A total of 82 people were arrested in Tachbrook Street, Pimlico, to “prevent a breach of the peace” as the march passed through the capital.
The Metropolitan Police said those arrested were part of a “large group” who had “tried to reach the main protest march”. A further 10 were arrested for offences including possession of offensive weapons, affray and possession of drugs, police said
The counter-protestors had clashed with police near the Cenotaph ahead of a service to mark Armistace Day. Scuffles broke out shortly after 10am as police tried to stop a crowd of people carrying St George’s flags from marching towards Whitehall, where the Cenotaph is located.
The group, which had been chanting “England ’til I die” pushed through the police barrier, with some shouting “let’s have them” as officers hit out with batons.
London Mayor Sadiq Khan pinned the blame of the violence on Home Secretary Suella Braverman’s comments earlier in the week. He posted on X: “The scenes of disorder we witnessed by the far-right at the Cenotaph are a direct result of the Home Secretary’s words. The police’s job has been made much harder.
“The Met have my full support to take action against anyone found spreading hate and breaking the law.”
Further clashes with police took place in Chinatown with counter-protesters chanting: “You’re not English any more” towards officers.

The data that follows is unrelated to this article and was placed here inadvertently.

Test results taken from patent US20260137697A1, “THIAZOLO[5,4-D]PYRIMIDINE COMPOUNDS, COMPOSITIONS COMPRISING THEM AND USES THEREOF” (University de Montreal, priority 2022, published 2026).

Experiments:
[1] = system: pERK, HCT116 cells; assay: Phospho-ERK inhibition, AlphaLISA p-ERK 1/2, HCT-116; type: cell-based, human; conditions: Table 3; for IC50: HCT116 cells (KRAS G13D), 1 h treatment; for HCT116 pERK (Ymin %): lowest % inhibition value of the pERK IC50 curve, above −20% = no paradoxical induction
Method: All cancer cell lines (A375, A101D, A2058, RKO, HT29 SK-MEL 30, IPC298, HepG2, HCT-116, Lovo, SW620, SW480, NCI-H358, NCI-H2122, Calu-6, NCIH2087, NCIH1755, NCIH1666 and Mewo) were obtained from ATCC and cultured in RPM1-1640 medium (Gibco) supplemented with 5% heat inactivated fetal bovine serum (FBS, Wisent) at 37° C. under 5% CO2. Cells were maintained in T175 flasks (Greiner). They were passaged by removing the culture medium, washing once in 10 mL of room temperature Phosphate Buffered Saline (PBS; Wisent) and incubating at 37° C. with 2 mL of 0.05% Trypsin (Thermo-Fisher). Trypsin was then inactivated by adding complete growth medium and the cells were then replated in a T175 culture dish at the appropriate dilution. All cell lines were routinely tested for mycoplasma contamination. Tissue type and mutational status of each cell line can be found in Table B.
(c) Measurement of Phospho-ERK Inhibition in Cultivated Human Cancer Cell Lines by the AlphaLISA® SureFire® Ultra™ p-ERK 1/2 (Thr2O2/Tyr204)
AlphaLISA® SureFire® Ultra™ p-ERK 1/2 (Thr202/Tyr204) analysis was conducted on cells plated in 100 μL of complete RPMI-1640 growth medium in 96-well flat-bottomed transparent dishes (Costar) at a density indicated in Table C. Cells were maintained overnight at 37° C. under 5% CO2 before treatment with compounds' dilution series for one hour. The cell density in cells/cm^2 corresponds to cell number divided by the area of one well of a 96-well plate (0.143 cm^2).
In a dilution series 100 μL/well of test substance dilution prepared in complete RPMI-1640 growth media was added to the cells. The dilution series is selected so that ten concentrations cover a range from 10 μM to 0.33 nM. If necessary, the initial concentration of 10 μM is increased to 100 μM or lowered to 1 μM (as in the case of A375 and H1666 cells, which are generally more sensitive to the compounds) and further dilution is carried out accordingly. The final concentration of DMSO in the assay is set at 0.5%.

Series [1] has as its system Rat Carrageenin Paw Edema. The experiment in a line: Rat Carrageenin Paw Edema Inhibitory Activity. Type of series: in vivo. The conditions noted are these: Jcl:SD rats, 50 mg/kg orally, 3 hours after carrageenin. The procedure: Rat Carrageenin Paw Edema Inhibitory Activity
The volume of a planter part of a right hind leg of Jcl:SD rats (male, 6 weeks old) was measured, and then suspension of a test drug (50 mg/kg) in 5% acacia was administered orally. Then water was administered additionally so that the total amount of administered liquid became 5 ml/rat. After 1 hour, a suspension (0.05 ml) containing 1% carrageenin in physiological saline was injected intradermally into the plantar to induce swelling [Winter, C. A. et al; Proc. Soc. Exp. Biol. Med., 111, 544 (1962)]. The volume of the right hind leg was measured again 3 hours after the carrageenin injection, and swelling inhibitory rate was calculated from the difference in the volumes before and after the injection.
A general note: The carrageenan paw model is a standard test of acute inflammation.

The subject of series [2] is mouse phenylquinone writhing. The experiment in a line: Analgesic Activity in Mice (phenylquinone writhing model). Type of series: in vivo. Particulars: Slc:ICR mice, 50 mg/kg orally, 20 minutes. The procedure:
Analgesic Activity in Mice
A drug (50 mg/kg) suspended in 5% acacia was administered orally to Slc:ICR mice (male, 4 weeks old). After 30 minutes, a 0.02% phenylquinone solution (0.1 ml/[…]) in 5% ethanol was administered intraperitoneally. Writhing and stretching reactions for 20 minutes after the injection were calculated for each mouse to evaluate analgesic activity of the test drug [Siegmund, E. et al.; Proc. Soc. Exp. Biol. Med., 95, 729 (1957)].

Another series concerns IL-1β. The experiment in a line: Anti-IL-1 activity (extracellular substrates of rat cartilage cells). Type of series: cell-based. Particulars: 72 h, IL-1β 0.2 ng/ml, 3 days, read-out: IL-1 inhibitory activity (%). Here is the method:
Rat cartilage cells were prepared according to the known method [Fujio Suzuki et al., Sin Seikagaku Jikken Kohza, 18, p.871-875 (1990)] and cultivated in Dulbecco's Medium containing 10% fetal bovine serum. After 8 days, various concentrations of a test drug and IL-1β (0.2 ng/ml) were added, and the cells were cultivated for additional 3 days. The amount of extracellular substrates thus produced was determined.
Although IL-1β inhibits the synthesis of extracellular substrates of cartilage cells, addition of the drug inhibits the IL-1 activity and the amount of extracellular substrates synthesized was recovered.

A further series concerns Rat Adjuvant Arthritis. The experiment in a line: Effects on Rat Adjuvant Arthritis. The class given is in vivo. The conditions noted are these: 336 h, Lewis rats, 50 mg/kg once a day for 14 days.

Police managed to disperse the crowd, splitting them into two smaller groups which were seen running in the direction of Piccadilly Circus.
One man was arrested on suspicion of possession of a knife and another for possession of a baton.
A number of the counter-protestors were prevented from leaving the White Swan pub, with one officer telling reporters: “We’re stopping some people from coming out as they might cause some aggro.”
A group of about 100 people were earlier held near Westminster Bridge under police powers to prevent a disturbance.
Police had been handed additional temporary powers for the weekend, including additional powers to search people for weapons, and the implementation of a dispersal zone around key central London locations including Trafalgar Square.
The main demonstration in support of Palestine started at Hyde Park at 1pm and made its way towards the US Embassy on the opposite side of the Thames. Chants of “free Palestine” and “ceasefire now” could be heard as the protesters set off.
A Palestinian flag was wrapped around a First World War memorial near London’s Wellington Arch.
Home Secretary Suella Braverman remains under pressure from all sides after accusing the police of bias when they resisted pressure to ban the pro-Palestinian march.
Comments, which included the description of “hate marches” in Northern Ireland, were widely criticised and sparked calls for Mr Sunak to sack her. However, Mrs Braverman on Friday expressed her “full backing” for the Metropolitan Police at a meeting with Commissioner Sir Mark Rowley.
The number of police on duty in London is double the normal amount, with 1,850 officers on Saturday and 1,375 on Sunday.
The Cenotaph also has a dedicated 24-hour police presence which will remain in place until the conclusion of Remembrance events on Sunday.